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The University of Alaska may be strong. But UAF, UAA and UAS are stronger.

  • Author: Paul Dunscomb
    | Opinion
  • Updated: August 19
  • Published August 19

University of Alaska Anchorage Chancellor Cathy Sandeen, second from right, listens as student representative Alex Jorgensen speaks. The University of Alaska Board of Regents met at UAA to discuss restructuring the university in the face of budget cuts on July 30, 2019. (Marc Lester / ADN)

While hardly ideal, Gov. Mike Dunleavy’s announcement that his proposed cuts to higher education in Alaska will be reduced to $70 million spaced over three years brings a much-needed note of clarity and predictability to this endless summer of exquisite torture. The restoration of $65 million is certainly useful, but the most precious gift the governor’s decision provides is time. This time is needed not just to manage the impending cuts, but also to permit a proper, thorough, fact-based discussion on just how higher education in Alaska should be reformed.

Under the flag of financial exigency, University of Alaska president Jim Johnsen rammed through a proposal for a single accredited “new UA.” It would assume many of the functions currently performed by the separately accredited University of Alaska Fairbanks, University of Alaska Anchorage and University of Alaska Southeast. Those functions deemed redundant or too costly would be abandoned. President Johnsen has stated that this remains his goal for higher education in Alaska going forward.

In the pressure cooker of the fiscal crisis, only one person was officially authorized to speak for the university. In many ways, President Johnsen became its public face. Certainly, no vision other than his was allowed to receive serious consideration or be deemed worthy of discussion. This is rather curious, given that the organization Johnsen heads, UA Statewide, is not a university. It is a purely administrative organization which has no accreditation, teaches no students and conducts no research. While he alone was permitted to articulate the future of higher education in Alaska, the people who actually provide it, administration, faculty, staff and students at UAF, UAA and UAS, were silenced. Their doubts about the wisdom or feasibility of the “new UA” concept were ignored.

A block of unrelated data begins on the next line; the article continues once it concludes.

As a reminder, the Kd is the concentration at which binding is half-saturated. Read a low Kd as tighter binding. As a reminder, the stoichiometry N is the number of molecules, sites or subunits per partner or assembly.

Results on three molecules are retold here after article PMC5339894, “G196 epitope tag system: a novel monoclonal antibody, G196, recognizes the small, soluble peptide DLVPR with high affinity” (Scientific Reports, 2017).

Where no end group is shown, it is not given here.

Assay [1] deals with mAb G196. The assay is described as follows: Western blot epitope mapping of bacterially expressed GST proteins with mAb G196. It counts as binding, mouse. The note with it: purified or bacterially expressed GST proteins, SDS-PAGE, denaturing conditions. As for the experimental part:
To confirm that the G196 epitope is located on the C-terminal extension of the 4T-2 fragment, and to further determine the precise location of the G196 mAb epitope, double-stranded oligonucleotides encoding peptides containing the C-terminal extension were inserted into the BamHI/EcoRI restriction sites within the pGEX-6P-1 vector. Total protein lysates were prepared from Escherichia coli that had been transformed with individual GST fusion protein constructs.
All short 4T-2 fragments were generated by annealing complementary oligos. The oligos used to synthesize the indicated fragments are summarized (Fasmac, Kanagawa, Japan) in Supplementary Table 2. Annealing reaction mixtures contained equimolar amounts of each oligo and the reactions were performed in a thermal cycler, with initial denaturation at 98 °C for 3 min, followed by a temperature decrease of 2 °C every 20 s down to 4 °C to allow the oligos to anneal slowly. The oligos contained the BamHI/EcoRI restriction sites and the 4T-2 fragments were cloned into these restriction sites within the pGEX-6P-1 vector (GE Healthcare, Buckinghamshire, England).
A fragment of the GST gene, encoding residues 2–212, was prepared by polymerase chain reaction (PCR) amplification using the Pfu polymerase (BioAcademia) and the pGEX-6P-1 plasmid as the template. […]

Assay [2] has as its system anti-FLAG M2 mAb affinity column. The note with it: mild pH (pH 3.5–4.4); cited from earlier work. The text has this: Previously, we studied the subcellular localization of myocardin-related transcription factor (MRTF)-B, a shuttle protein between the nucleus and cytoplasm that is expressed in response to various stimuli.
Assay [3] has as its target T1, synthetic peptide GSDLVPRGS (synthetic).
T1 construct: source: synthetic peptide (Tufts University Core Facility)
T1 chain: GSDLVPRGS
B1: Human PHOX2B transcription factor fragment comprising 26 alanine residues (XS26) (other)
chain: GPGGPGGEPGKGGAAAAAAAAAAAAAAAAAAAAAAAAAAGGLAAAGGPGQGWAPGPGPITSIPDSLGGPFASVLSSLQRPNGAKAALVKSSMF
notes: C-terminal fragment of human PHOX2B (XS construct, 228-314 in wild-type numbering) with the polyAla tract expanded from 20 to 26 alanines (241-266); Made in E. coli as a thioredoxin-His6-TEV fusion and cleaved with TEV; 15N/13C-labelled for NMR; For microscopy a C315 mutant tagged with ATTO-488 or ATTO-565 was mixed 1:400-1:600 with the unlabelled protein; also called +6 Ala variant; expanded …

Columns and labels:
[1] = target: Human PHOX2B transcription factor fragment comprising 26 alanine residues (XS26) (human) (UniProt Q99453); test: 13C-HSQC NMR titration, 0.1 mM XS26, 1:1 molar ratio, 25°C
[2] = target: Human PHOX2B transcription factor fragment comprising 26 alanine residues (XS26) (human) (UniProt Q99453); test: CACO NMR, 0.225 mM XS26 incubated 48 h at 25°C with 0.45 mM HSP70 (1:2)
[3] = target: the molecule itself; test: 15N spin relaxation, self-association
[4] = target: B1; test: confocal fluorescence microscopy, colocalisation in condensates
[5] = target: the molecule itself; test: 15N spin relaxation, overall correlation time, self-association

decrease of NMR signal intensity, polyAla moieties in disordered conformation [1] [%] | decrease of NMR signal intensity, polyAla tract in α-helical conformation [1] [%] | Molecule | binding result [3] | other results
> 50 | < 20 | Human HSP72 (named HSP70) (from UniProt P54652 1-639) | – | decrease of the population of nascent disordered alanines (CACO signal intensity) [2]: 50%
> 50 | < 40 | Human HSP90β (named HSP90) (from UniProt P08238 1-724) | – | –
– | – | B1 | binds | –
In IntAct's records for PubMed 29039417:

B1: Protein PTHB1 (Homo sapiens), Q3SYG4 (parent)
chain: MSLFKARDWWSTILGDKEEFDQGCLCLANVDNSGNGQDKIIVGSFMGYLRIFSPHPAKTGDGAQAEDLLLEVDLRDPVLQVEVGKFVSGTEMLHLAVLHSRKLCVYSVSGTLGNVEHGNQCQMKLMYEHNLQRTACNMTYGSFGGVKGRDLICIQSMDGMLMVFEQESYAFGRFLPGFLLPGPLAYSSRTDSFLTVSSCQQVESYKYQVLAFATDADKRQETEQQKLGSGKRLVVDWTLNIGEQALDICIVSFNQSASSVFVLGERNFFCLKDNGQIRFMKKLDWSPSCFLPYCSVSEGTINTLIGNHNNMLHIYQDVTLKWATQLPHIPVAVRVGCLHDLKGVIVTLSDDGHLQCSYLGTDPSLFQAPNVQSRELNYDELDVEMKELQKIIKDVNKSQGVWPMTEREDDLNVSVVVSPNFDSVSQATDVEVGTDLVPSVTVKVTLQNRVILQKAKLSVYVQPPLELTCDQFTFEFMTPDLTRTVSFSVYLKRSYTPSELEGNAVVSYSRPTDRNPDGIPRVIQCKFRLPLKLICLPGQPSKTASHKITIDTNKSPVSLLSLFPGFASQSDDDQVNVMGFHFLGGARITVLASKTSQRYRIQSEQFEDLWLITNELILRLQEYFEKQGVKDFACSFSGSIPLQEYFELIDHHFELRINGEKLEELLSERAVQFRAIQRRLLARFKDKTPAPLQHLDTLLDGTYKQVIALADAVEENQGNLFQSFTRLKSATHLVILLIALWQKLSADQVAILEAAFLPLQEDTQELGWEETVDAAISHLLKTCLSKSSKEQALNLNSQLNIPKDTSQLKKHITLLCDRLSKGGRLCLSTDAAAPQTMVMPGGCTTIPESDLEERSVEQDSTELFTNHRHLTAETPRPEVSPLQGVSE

This is not acceptable. Moving forward with consolidation will not be quick, it will not be cheap and it threatens to undermine the accreditation of the entire system. Anyone who worked at UAA immediately after the merger can also tell you that the “shotgun wedding” of diverse institutions is wrenching and traumatic. More unforgivable is the fact that there is little evidence to suggest that a consolidated “new UA” would cost less, and much evidence to suggest it would deliver significantly less value to the state.

The governor’s gift of time allows us to make slow haste and proceed with deliberate speed on a course toward reform for higher education in Alaska based on evidence, solid planning and a thorough knowledge of the foundation upon which a reformed system can be built. That new system should begin with the three institutions that have actually been delivering higher education in Alaska for more than 30 years.

UAF, UAA and UAS are rooted in their local communities and responsive to their needs. Chancellors Dan White, Cathy Sandeen and Rick Caufield can use their intimate knowledge of their own institutions to manage the reductions with minimal disruption. By acting as a consortium, the three institutions can maintain the unique cultures, services and specialties they have developed to serve the communities where they are based while achieving significant cost savings.

At their next meeting, the Board of Regents should rescind the declaration of financial exigency and commission a new task force, with broad representation from all three campuses, to consider all options for the reform of higher education in Alaska. Such a precious gift of time must not be squandered. It is the responsibility of all of us devoted to providing Alaskans access to quality higher education to ensure we have a well considered, realistic, evidence-based plan to proceed with plentiful input from those at the sharp end who will have to make it a reality.

Paul Dunscomb is chair of the Department of History at the University of Alaska Anchorage.

The views expressed here are the writer’s and are not necessarily endorsed by the Anchorage Daily News, which welcomes a broad range of viewpoints. To submit a piece for consideration, email commentary(at)adn.com. Send submissions shorter than 200 words to letters@adn.com or click here to submit via any web browser. Read our full guidelines for letters and commentaries here.

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